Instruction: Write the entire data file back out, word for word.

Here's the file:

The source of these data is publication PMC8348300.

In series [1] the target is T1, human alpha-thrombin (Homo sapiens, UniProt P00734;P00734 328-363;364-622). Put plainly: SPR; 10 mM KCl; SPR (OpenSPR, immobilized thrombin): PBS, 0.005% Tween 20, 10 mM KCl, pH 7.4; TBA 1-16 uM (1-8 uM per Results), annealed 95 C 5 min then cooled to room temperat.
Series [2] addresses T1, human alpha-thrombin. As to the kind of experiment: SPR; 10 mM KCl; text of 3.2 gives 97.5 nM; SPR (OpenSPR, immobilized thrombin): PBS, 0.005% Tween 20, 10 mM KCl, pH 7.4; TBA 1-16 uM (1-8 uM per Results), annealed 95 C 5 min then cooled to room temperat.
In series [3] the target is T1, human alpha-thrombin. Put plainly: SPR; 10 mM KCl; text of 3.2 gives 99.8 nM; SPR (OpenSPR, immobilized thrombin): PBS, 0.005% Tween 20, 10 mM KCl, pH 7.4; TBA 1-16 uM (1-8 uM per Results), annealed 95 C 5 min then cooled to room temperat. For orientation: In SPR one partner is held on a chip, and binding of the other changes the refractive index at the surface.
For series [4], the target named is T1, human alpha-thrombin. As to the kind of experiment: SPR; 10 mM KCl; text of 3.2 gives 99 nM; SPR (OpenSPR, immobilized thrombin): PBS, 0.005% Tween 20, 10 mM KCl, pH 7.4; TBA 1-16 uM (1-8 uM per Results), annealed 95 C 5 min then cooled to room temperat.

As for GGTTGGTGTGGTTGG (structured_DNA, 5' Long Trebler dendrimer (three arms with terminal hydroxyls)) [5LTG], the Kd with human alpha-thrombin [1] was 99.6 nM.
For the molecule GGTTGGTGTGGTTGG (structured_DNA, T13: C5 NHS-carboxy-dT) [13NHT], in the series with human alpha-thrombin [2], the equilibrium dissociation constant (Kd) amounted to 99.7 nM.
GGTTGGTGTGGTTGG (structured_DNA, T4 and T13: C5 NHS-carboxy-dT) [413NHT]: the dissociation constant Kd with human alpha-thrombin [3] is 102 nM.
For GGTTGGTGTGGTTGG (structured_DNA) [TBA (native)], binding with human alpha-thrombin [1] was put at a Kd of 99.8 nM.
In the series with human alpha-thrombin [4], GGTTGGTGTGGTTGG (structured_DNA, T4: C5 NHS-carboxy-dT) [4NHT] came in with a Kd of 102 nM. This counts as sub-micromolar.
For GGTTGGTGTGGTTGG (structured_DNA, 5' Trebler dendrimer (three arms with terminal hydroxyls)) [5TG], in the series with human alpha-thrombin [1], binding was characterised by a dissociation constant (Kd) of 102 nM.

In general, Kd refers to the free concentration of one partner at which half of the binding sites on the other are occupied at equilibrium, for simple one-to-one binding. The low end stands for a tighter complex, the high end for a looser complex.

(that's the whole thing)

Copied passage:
The source of these data is publication PMC8348300.

In series [1] the target is T1, human alpha-thrombin (Homo sapiens, UniProt P00734;P00734 328-363;364-622). Put plainly: SPR; 10 mM KCl; SPR (OpenSPR, immobilized thrombin): PBS, 0.005% Tween 20, 10 mM KCl, pH 7.4; TBA 1-16 uM (1-8 uM per Results), annealed 95 C 5 min then cooled to room temperat.
Series [2] addresses T1, human alpha-thrombin. As to the kind of experiment: SPR; 10 mM KCl; text of 3.2 gives 97.5 nM; SPR (OpenSPR, immobilized thrombin): PBS, 0.005% Tween 20, 10 mM KCl, pH 7.4; TBA 1-16 uM (1-8 uM per Results), annealed 95 C 5 min then cooled to room temperat.
In series [3] the target is T1, human alpha-thrombin. Put plainly: SPR; 10 mM KCl; text of 3.2 gives 99.8 nM; SPR (OpenSPR, immobilized thrombin): PBS, 0.005% Tween 20, 10 mM KCl, pH 7.4; TBA 1-16 uM (1-8 uM per Results), annealed 95 C 5 min then cooled to room temperat. For orientation: In SPR one partner is held on a chip, and binding of the other changes the refractive index at the surface.
For series [4], the target named is T1, human alpha-thrombin. As to the kind of experiment: SPR; 10 mM KCl; text of 3.2 gives 99 nM; SPR (OpenSPR, immobilized thrombin): PBS, 0.005% Tween 20, 10 mM KCl, pH 7.4; TBA 1-16 uM (1-8 uM per Results), annealed 95 C 5 min then cooled to room temperat.

As for GGTTGGTGTGGTTGG (structured_DNA, 5' Long Trebler dendrimer (three arms with terminal hydroxyls)) [5LTG], the Kd with human alpha-thrombin [1] was 99.6 nM.
For the molecule GGTTGGTGTGGTTGG (structured_DNA, T13: C5 NHS-carboxy-dT) [13NHT], in the series with human alpha-thrombin [2], the equilibrium dissociation constant (Kd) amounted to 99.7 nM.
GGTTGGTGTGGTTGG (structured_DNA, T4 and T13: C5 NHS-carboxy-dT) [413NHT]: the dissociation constant Kd with human alpha-thrombin [3] is 102 nM.
For GGTTGGTGTGGTTGG (structured_DNA) [TBA (native)], binding with human alpha-thrombin [1] was put at a Kd of 99.8 nM.
In the series with human alpha-thrombin [4], GGTTGGTGTGGTTGG (structured_DNA, T4: C5 NHS-carboxy-dT) [4NHT] came in with a Kd of 102 nM. This counts as sub-micromolar.
For GGTTGGTGTGGTTGG (structured_DNA, 5' Trebler dendrimer (three arms with terminal hydroxyls)) [5TG], in the series with human alpha-thrombin [1], binding was characterised by a dissociation constant (Kd) of 102 nM.

In general, Kd refers to the free concentration of one partner at which half of the binding sites on the other are occupied at equilibrium, for simple one-to-one binding. The low end stands for a tighter complex, the high end for a looser complex.